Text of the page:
>
        > How large of a group do you need to hold a training?
        >
        Great question Neal!

        In our council we really try to encourage not cancelling any training
        sessions. Many scouters are attending to fulfill the knot requirement
        tied to the training. It isn't fair to anyone if they do not have
        opportunities to do that. With BLT's we offer 4 for Boy Scouts each
        year; 2 per district in the Fall for Cubs, and then at least 6 more
        during the year (on a district basis, yet advertised to anyone within
        the council). Since we are not charging for our training events, it
        makes it easier for people to just walk on. Which is an issue. But,
        we generally know of a few that will be coming. In my district we
        hear 2 days before the training that only 5-10 are signed up, then 25
        show up. We prepare for a large group and then modify if only a few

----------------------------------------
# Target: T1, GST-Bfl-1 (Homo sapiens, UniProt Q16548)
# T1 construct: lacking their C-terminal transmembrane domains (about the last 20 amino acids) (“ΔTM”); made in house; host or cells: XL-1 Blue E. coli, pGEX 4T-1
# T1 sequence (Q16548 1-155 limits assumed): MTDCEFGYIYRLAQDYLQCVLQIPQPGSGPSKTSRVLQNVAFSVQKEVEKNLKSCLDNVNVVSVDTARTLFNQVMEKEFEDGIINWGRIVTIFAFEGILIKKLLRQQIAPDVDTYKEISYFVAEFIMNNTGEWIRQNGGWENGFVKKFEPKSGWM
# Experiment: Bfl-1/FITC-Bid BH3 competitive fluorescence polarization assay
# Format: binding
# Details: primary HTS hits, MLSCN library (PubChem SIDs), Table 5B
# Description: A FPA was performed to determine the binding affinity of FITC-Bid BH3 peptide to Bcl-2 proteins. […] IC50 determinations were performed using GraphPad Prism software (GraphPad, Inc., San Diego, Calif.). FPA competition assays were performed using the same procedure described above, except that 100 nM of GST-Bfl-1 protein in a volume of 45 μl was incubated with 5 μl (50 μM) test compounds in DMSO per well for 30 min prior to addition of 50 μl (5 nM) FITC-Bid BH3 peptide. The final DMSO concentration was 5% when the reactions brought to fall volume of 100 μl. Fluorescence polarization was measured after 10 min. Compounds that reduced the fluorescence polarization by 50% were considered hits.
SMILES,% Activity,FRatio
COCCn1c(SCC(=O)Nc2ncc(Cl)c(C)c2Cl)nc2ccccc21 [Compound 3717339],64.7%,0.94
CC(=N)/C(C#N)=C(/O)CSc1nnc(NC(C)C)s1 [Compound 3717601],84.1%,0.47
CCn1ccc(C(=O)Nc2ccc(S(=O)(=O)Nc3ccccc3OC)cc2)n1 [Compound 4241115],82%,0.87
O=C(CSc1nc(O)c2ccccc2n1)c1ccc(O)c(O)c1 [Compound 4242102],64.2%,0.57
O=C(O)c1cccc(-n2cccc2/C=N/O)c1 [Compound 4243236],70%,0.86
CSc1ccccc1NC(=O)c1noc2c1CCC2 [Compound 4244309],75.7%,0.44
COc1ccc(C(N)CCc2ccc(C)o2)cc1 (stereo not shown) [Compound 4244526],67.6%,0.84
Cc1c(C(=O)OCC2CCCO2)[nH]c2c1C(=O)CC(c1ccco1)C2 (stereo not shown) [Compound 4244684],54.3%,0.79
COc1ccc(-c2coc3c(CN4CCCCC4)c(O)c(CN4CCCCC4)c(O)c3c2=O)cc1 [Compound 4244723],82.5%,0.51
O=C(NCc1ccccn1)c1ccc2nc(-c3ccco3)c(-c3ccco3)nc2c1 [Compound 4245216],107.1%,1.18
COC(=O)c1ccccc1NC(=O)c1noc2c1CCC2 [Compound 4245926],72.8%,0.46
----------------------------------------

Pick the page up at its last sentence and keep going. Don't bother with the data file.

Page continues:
show.

        In the CS BLT's we encourage anyone who has changed position to come
        an attend the breakout session to be considered Trained in their new
        position. And, we offer Youth Protection training at the beginning or
        end of the training. By combining all of this within one day, it does
        help to increase attendance.

        And, it really takes advertising the event in the right way to get
        more to attend. You should explain in your flyer the reasons why you
        need to know ahead of time if someone is attending. But, don't
        discourage walk-ons, simply because you may have someone who joined
        as a leader a day or two prior to the training.


        > On a related note, I would like to ask the same question about
        > Webelos Leader Outdoor training (WLOT/OWL).

        Our council only offers this training event once a year, in the Fall.